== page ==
Kingsport Times News Thursday, October 23, 2014

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Northeast State set to change M/W/F classes to two days

October 29th, 2008 12:00 am by Rick Wagner



BLOUNTVILLE — Drive time and fuel costs will shrink for some area community college students and their part-time instructors starting in January.


Northeast State Technical Community College will reduce many Monday, Wednesday and Friday course sections from three days per week to two days a week, Monday and Wednesday, the school announced Wednesday.


The change will affect selected classes on the main campus in Blountville, as well as the Regional Center for Applied Technology in downtown Kingsport and the Northeast State campus in Elizabethton.


“We’re going on the idea that gas prices have gone down, but they’re going to be going back up,” William Wilson, dean of the Humanities Division, said Wednesday.


Under the new schedule, more than 400 course sections traditionally held on Monday, Wednesday and Friday will be moved to Monday and Wednesday with an extended time period matching the current one-hour and 20-minute class periods of Tuesday and Thursday courses.


Wilson said all M/W/F courses in his division are going to the M/W schedule, but some courses — including the five-day nursing program and most science courses with labs — will not.


“We did not cut any offerings of classes from what we offered last spring,” said Xiaoping Wang, dean of the Behavioral and Social Sciences Division. “Our primary goal is for students to have the classes they need and progress in a timely manner in their education.”


In addition to the M/W option, the spring schedule also includes a greater number of three-hour classes on Fridays to complement the Weekend College offered on Saturdays.


“Fridays are not going to be an empty day,” Wilson said. “We really want to be open on Friday and Saturday because of our weekend component.”


The new schedule allows students to take up to 12 hours on Friday, Saturday and Sunday.


“We are trying to help students reduce their schedule obligations from three days to two days per week and possibly limit their overall trips to four days per week instead of five,” Wilson said.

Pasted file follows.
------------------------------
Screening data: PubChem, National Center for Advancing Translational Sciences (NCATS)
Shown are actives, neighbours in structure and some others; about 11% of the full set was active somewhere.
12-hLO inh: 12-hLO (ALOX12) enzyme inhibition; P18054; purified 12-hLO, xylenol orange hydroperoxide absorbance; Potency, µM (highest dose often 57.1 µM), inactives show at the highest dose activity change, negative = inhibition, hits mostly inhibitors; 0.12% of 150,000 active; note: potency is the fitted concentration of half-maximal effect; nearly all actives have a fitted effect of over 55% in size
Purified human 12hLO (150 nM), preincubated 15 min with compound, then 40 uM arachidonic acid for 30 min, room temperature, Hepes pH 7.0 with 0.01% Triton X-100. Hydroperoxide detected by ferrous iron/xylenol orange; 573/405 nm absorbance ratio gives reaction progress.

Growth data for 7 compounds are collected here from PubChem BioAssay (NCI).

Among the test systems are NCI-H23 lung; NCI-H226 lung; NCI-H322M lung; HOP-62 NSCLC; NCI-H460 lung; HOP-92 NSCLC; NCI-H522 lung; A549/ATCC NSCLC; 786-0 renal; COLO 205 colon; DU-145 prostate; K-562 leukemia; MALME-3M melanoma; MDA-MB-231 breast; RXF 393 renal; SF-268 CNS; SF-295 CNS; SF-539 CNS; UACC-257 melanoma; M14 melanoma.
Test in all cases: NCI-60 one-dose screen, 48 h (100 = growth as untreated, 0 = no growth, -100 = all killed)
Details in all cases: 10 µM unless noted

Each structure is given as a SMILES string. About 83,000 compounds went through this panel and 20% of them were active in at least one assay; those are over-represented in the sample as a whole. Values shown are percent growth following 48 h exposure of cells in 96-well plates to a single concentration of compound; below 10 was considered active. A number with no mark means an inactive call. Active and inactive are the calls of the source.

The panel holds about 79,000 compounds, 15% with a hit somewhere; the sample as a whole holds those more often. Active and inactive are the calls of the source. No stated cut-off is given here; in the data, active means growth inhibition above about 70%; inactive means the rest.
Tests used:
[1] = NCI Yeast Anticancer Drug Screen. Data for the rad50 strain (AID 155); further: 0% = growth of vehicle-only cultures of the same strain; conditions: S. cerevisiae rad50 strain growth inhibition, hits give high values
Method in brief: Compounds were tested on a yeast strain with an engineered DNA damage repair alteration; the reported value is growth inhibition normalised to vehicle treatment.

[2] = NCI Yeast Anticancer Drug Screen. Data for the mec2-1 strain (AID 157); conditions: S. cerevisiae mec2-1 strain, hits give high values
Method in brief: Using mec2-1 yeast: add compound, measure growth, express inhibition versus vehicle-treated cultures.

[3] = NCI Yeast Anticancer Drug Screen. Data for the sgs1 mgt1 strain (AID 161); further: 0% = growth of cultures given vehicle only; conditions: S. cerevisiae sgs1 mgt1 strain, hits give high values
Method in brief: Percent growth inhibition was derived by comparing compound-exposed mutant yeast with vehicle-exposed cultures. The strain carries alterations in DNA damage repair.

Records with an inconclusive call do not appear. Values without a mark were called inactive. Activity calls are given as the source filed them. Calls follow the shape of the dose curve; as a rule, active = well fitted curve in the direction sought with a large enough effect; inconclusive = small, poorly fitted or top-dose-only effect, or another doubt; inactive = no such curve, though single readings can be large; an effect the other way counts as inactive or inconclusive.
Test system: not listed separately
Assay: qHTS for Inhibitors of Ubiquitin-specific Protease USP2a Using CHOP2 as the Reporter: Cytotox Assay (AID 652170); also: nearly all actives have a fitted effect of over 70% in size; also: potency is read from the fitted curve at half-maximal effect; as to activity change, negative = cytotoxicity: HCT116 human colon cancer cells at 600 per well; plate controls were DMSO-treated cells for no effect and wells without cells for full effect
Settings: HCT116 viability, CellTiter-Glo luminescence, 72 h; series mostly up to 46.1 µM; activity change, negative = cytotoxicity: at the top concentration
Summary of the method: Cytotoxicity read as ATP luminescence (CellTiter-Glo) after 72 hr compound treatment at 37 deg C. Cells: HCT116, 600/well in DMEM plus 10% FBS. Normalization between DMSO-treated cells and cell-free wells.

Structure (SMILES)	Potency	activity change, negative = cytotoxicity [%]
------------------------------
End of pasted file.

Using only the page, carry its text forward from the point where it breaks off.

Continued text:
School officials said the new class offerings add to alternative learning methods. The college offers distance education resources including online courses, interactive television, Weekend College, the Regents Online Degree Program (RODP) and distance learning sites around Northeast Tennessee.


The new schedule focuses on three-hour courses in the divisions of humanities, behavioral sciences and social sciences, and mathematics. The schedule changes also include developmental courses needed by students enrolling in college for the first time.


“We are trying to provide some different options,” said Lana Hamilton, usually the dean of the Science Division but now acting assistant vice president for academic affairs. “This gives students more options to pick and choose their courses.”


Hamilton said some classes with lab time are not being changed because of issues with available lab space as well as the length of the lab times.


In 2006, Northeast State implemented the four-day week for the summer term, a schedule change Wilson said was well-received by students. Students will be notified of the new schedule before the spring semester’s priority registration deadline of Nov. 10.


“What we intend for this to be is just another option for our students,” Hamilton said.


Wang said the college’s expansion into the Humanities Building opened up more classroom space that allowed flexibility in scheduling. With more than 50 adjunct faculty members teaching in the two divisions, respectively, she and Wilson agreed that the new schedule also eased travel obligations for adjunct faculty members.


“The schedule also gives us more time on task for students to absorb the subject matter during class time due to the longer class period,” Wang said.


Recent enrollment statistics indicate college students are pursuing cost-saving, alternative distance learning methods to earn credits toward a degree. Northeast State’s current fall enrollment in RODP courses surged 88 percent over last year.


“The hope is students can realize a savings of time and money while maintaining their desired number of classes and level of instruction,” Wilson said.


For more information contact the school’s Office of Admissions and Records at 1-800-836-7822 or admissions@NortheastState.edu.



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